Monday, 9 August 2010

Open Water Diver

I am a certified PADI Open Water Diver (POWD) from the London School of Diving (LSD)! Yes, I’m a POWD from LSD! It sounds bad, doesn’t it? I loved it so much though…

We went to the headquarters of LSD (me, my housemate and her sister) on Saturday early in the morning. People were already gathering from different ages, sex and background! You could see that some of the students were slightly stressed. Having to face the same difficulties made us all connected in a way and laughter and discussions were easily shared after a while. I have to say that I met some really nice and interesting people during this weekend.

Our first task was to find suitable gear. We needed a fitting wetsuit, BCD, mask with snorkel, fins, weights and hood (I had my own boots). Trying on things like the wetsuit can really be a struggle. You have no idea how tough it is to put it on. It’s so tight! I must have lost a couple of inches around my body wearing that wetsuit for two days.

An hour later, after we’ve been all sorted, more than 5 cars started their way to a diving centre in the south west of London. I didn’t know these kind of centres existed. I don’t know how the other ones are but ours was a small hut by a not very big lake. In the hut you could get your air tanks refilled, eat lunch or have a cup of tea in a very reasonable price and buy equipment. There were many cars with families, groups or individuals wanting to dive as well. The centre provides some underwater platforms in 5 meters deep for training purposes and some interesting things underwater for recreational diving like a taxi, a car, a ship etc. We managed to see the taxi twice, it was very cool!

When we arrived there, we were allocated instructors and groups. Fortunately, the three Greeks (us), we were one group with a very good instructor and a safety diver that we met on our previous trial dive. We managed to stay slightly separated from the rest of the group by our instructor’s choice. We weren’t taking part in the large group discussions. In the beginning I didn’t really like that but after a while I saw that we were quicker in doing the debriefings, the dives and sorting out our gear. We were the first in the lake and the first to come out. The time to finish the training took less time for us as well. So, I didn’t have any reason to complain.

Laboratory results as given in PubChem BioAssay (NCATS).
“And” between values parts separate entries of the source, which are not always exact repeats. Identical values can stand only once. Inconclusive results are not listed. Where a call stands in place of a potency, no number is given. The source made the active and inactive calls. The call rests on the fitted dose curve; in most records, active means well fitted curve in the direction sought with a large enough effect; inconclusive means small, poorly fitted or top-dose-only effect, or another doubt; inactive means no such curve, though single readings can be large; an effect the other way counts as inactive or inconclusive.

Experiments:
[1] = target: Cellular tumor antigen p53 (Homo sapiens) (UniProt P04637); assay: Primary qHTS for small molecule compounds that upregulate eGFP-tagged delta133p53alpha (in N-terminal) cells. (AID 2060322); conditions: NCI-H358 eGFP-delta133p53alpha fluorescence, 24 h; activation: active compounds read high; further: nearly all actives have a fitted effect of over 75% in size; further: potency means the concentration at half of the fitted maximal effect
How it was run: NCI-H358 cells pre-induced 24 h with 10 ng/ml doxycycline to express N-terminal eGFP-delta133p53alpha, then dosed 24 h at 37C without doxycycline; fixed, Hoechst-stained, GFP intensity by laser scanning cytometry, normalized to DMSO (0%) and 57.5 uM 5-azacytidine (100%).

So, each day we did two dives. I really didn’t like much the very first one though. I wasn’t familiar with the water’s temperature and “visibility”. You could only see two meters around you which was our visibility for all of our dives! The rest was just a colour of green / brown! Also, because I was wearing an extra wetsuit jacket that was really tight on my chest I couldn’t breathe easily. That made me feel very uncomfortable going down to the platform for the first time. I felt claustrophobic and panicky. I had to resurface to catch my breath and relax. With my instructor’s help, I unzipped the second wetsuit and I was able to join my team on the platform in 5 meters.

The rest of the dives went much smoother than the first. When I was diving, I knew what I had to face so I was relaxed and ready. So nothing else dramatic happened during our dives. Me and the rest of my group, we finished all our challenges fairly quickly and easily. All of the stuff we did underwater was stuff we’ve already done in the swimming pool for our ‘Open Water Referral’, although the lake was giving it a different level of difficulty. We had to so stuff like having our air supply cut in order to get our dive buddy’s second regulator, we had to remove and put back on our mask or maintain for a certain amount of time neutral buoyancy etc.

One girl of the group didn’t finish the course because she couldn’t handle not having her mask off. She felt that water was going through her nose without the mask, so she panicked (worse thing you can do) and tried to dash for the surface. What she did was extremely dangerous for her lungs and blood pressure. Fortunately, nothing bad happened to her. Her (poor) instructor must have gotten a real fright going after her, reaching her on the surface, checking that she’s alright and trying to make her calm down. After a few hours she did try going into the water again but wasn’t able to continue her training. She then made her boyfriend (also in the group) to abandon his training. They mentioned going to Maldives for holidays, so they’ll try to do it there.

At the end of day two, we had successfully completed all the tasks needed by PADI, so we were granted our certifications of ‘Open Water Divers’. We celebrated (of course) by going to the near pub to drink with our instructors talking about our future as qualified divers!!! There are many more courses I can take and many options of where to go and dive. However, what I will do next is go and dive in Rhodes. I want to experience diving in the sea, in warm waters, where visibility is good and fish swim around! I hope that the experience will be much more gratifying!

Here are some pictures of the weekend: You can see me in one of them:

It looks so peaceful like that

Getting into the lake (I'm on the far right already in the water)

I'm in the centre (visibility was not as bad as it looks)

A person from the group (but yes, visibility was not great either)

People getting out of the lake!


  1. Some of my friends do the same thing at Hampstead Ponds, on the heath you know!


  2. @MadeInScotland I didn't know that the ponds at Hampstead are so deep.
    Unless you imply naughtier things being done around the heath area...

  3. Nik!

    Who knew there was a school for diving!

    Congrats on becoming certified!

    Love the pics of the murky green water too!


  4. @Dean Grey Thanks. You have no idea how many schools there are, about everything!